In 2010, T.J. flipped over the handlebars of his bike and didn’t have on a helmet. His parents found a purpose encouraging kids to wear bike helmets to prevent head injuries.
Nine years ago, at age 7, T.J. Floyd lost his independence just as he was discovering it. His parents, Heather and Bo, lost the child they knew — and all the dreams and aspirations they had for him. But out of tragedy, they found a purpose. And they have new dreams and aspirations for their son.
The Floyds’ lives changed in a split second in April 2010 when T.J. flipped over the handlebars of his bike and landed very hard on the pavement. He wasn’t wearing a helmet.
His siblings couldn’t rouse him and ran to get their parents. They found him unresponsive and called 911. He was rushed to Norton Children’s Hospital.
“We were put in a room alone off the emergency department and chaplains came to talk to us,” Heather said. “It was terrifying.”
At the same time his parents were learning that T.J. may not survive, he was being rushed into surgery to remove bleeding on his brain and repair a fractured skull. The left side of his brain was severely damaged.
But T.J. did survive.
A smile ends the darkness and starts a purpose
He spent 63 days in the hospital and endured three brain surgeries. Now, nine years and nine surgeries later, the hospital stays and therapy visits are well into the thousands.
“The first years he was like an infant,” Heather said. “He had a feeding tube, was incontinent, and his speech, language, memory and ability to walk were gone.”
Those were dark days for Heather. Her world was turned upside down.
“I felt very alone, hopeless and overwhelmed. And then one day I saw T.J. smile,” Heather said. “He was happy. He was laughing.”
T.J.’s laugh pulled Heather out of depression. Inspired to connect with others facing the same challenges, she started an online support group for families affected by traumatic brain injuries. Today she runs two Facebook groups with more than 40,000 members across the world.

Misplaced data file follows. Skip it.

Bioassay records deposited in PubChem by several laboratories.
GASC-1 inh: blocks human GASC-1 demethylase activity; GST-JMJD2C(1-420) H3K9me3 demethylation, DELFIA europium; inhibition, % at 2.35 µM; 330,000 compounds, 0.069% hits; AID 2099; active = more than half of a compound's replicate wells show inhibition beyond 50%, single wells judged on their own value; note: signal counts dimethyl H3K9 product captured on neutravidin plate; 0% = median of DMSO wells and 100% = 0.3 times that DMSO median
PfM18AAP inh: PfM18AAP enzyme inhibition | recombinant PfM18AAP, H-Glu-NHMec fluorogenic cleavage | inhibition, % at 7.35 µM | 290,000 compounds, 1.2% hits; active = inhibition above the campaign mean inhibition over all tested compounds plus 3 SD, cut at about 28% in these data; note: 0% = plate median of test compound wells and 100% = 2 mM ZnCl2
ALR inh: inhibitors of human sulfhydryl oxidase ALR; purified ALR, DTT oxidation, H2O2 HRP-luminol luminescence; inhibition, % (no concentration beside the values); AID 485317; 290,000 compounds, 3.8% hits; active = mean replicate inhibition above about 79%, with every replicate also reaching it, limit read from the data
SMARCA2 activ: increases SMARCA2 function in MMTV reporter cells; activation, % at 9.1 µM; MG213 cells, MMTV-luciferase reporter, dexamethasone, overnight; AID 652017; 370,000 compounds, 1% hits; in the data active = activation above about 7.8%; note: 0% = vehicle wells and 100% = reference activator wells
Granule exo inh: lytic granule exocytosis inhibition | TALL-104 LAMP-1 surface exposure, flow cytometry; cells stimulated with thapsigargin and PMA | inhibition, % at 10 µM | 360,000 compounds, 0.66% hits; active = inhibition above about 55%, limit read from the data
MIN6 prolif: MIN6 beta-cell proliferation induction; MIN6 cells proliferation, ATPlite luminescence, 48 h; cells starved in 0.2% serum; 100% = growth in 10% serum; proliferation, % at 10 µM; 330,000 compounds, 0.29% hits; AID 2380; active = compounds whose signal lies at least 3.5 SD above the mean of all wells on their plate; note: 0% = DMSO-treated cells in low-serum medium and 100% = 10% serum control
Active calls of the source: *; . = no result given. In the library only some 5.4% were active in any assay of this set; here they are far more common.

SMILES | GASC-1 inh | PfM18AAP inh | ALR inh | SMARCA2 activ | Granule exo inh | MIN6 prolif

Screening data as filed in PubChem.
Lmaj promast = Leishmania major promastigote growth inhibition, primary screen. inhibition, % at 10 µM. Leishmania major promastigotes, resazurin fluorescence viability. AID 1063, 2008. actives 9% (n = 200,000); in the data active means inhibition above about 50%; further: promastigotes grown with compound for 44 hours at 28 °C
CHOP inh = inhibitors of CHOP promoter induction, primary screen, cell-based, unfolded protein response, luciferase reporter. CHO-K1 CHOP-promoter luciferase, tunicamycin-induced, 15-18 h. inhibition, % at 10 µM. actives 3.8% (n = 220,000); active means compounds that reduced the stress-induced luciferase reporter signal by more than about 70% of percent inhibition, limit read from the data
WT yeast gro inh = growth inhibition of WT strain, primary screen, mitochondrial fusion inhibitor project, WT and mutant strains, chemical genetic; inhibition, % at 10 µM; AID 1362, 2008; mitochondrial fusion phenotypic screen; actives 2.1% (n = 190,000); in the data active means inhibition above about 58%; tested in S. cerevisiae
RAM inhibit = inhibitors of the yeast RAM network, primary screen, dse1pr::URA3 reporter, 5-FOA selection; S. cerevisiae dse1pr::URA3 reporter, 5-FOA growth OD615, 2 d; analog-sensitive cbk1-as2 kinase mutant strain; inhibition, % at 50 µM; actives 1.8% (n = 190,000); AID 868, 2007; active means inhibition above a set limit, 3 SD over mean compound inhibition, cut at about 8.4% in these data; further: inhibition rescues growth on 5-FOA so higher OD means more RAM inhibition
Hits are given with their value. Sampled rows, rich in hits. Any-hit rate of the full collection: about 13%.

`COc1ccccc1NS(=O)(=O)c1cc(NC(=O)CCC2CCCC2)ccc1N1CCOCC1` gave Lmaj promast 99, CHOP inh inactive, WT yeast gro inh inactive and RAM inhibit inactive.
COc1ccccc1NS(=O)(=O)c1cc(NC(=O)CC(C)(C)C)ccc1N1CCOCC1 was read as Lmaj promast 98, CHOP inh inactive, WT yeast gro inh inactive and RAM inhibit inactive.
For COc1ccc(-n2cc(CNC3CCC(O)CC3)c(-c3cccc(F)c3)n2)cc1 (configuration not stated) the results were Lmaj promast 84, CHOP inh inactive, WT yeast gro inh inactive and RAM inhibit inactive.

‘Protecting children from brain injury one helmet at a time’
Heather also started working with state legislators to pass a bill that would raise awareness about the need for children to wear helmets. She took on speaking engagements and learning events. News spread about a message she felt passionate to share: Kids need to wear helmets.
“If I can save one family from going through what we went through, if I can help kids understand they can still look ‘cool’ when wearing a helmet, I’m happy,” Heather said.
She established T.J.’s Warriors, a group with the mission of “protecting children from brain injury one helmet at a time.”
“We work with Nutcase, a brand making helmets kids want to wear,” Heather said. “More than 4,500 people in the U.S. acquire a brain injury every day. That needs to change.”
While legislation is not yet passed, Heather, motivated by her own warrior and his infectious laugh, soldiers on.
Improving his walking in a virtual environment
T.J. has improved far beyond anyone imagined after his initial prognosis. He no longer needs a feeding tube (in fact, he loves to eat!) and he is talking, using the bathroom on his own and walking. He has defied many odds, including that he would need to use a wheelchair. His progress is thanks in part to new gait technology funded by the Children’s Hospital Foundation at Norton Mobility Lab at Norton Women’s & Children’s Hospital.
The lab has a massive projection screen and treadmill with overhead suspension capabilities. Wearable sensors and cameras track movements so physicians can assess progress and adjust therapies.
Teaming up with T.J.’s Warriors
The Children’s Hospital Foundation and T.J.’s Warriors have teamed up to help more kids wear helmets.
You can help by joining the T.J.’s Warriors team for the Splash ‘n’ Dash walk/run on Aug. 3 or by contributing to the group’s cause.
It’s much like a virtual reality experience. Patients can experience walking in a forest, riding on a boat or flying a kite.
“Because T.J.’s walking is unsteady, we have a great option in the mobility lab: a built-in safety harness along with the interactive video wall that keeps his attention,” said Laura K. Jacks, M.D., T.J.’s orthopedic specialist with Norton Children’s Orthopedics of Louisville. “T.J. is developing confidence in his gait as he strengthens muscles without fear of falling. The games he can play give him a way to compete against himself and see the progress he makes over time.
T.J. works with specially skilled physical therapist Natalie Renfrow, who helps T.J. translate his skills into real-world walking. She can suggest or develop safe exercises he can do at home to keep his interest and maintain his strength between visits.
For T.J., a teenager now, his parents hope one day he can live in an assisted living environment or maybe even on his own. With targeted therapy and an endless supply of laughter and hope, T.J. is proving that anything is possible.
To learn how you can support pediatric rehabilitation, visit HelpNortonChildrens.com.